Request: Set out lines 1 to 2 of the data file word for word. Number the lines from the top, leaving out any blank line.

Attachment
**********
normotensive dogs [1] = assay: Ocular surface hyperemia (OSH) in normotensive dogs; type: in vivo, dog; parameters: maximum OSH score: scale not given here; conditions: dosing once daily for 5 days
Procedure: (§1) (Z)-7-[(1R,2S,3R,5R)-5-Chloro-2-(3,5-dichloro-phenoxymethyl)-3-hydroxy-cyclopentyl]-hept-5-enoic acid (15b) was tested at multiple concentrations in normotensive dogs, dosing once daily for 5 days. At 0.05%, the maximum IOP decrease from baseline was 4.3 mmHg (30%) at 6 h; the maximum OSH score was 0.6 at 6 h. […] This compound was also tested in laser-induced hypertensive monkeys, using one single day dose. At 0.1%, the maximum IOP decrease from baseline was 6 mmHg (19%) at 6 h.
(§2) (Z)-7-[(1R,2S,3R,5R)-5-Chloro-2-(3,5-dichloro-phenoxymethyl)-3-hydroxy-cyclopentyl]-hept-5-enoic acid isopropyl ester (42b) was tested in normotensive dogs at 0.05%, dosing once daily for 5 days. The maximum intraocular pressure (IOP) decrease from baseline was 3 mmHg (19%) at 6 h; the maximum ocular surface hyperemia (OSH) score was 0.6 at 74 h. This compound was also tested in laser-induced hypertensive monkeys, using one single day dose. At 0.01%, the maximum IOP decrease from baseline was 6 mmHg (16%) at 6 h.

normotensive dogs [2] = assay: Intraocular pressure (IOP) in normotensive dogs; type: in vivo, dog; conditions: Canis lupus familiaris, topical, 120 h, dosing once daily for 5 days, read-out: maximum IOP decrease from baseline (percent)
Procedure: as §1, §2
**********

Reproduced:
normotensive dogs [1] = assay: Ocular surface hyperemia (OSH) in normotensive dogs; type: in vivo, dog; parameters: maximum OSH score: scale not given here; conditions: dosing once daily for 5 days
Procedure: (§1) (Z)-7-[(1R,2S,3R,5R)-5-Chloro-2-(3,5-dichloro-phenoxymethyl)-3-hydroxy-cyclopentyl]-hept-5-enoic acid (15b) was tested at multiple concentrations in normotensive dogs, dosing once daily for 5 days. At 0.05%, the maximum IOP decrease from baseline was 4.3 mmHg (30%) at 6 h; the maximum OSH score was 0.6 at 6 h. […] This compound was also tested in laser-induced hypertensive monkeys, using one single day dose. At 0.1%, the maximum IOP decrease from baseline was 6 mmHg (19%) at 6 h.